"Wold Jem Shotter over at Brison went one day on a arrant to Yafford, and
when a was there Missus axed 'em if a would hay a bit o' bren cheese and a
drop o' beer; but Jem zet and looked at it, and didn't offer to begin.
"What's the matter, Jem?" zays Missus, "ye got what ye wants, han't ye?"
"Noa, not quite, missus," zays Jem, "I wants the billhook to cut the
cheese wi." Jem never got noo bren cheese there noo moore aater that."
or, as an agricultural worker described the cheese in 1790
"It can scarcely be cut by a hatchet or saw; is to be masticated only by the finest teeth and digested only by the strongest stomachs."

Forest House Pudden

Forest House Pudden, or pudding, was the pudding made at Forest House3. The pudden or pudding was made out of flour, water and suet, and had nothing to sweeten it, no raisins, currents or sugar, and so tasted quite disgusting.

An interesting story about the pudding is that in 1831, when the Chartist Movement was meeting at the Newport Corn Market, several farmers from Gatcombe were opposed to the Chartists' popular view. They, though, were in the minority, and soon deafened by the derisive cry of "Three Cheers for the Forest House Puddens" from the crowd. When they asked why they were Forest House puddens, they were told it was because they had no raisin (reason) in them.


Coneys, or rabbits as they are more popularaly known 4, are not native to the Island, but were brought over by the Normans in the twelfth century. As there were no foxes, a rabbit's natural enemy, on the Island, they soon became very popular, which was welcomed by the poor population as a source of food, and their skins were widely used. In fact, so large was the coney
population on the Island, especially compared to the mainland where the fox was so popular, that being a Coneyman was a popular trade.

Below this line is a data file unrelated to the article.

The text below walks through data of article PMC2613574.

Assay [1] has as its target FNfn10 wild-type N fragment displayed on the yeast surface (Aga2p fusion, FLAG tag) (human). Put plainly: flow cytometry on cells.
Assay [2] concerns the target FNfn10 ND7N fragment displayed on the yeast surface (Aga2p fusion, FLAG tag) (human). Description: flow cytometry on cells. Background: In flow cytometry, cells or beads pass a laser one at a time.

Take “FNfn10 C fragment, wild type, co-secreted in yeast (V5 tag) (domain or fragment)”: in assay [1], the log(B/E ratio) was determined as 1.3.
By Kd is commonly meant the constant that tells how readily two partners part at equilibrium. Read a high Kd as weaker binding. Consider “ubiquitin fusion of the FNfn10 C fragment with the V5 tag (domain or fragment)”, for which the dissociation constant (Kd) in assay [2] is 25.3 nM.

A coneyman would catch coneys, and then take the meat to London and it's markets. In fact, as the coneymen were the few people who regularly travelled to London at the time, they also worked as postmen, taking letters from the Island's gentry to a London Post House.

There were many ways of catching coneys, but there was one unique to the fishermen at Bembridge, using only a crab, some string, and a candle. The candle would be fixed to the shell of a common king crab and lit, and the crab was thrust down a rabbit burrow. The string was used to pull it deeper inside, and the coneys, alarmed at the sight of the approaching light, would run out of the burrow and into the coneyman's nets.

1Shroving was the celebration of Shrove Tuesday, and began as a tradition for the poor and the young to be able to get
pancakes from the rich before Lent. Shrovers would gather in the early morning then go from house to house singing for their "shrove cakes" (pancakes). Whoever sang the song the best was considered the chief Shrover and was often extra rewarded.
2A. Raine mentioned them in his 1861 book of the Island "The Queen's Isle".3Forest House was the local name for the Isle of Wight House of Industry . It was the first centralised Workhouse in the country, as individual parishes had until then been responsible for their own poor built next to Parkhurst Forest in 1770. Parkhurst Prison is now on the spot.4A "rabbit"
is the name of a baby coney, just as a "calf" is a baby cow, a "puppy" is a
baby dog, a "kitten" a baby cat and a "kid" a baby goat.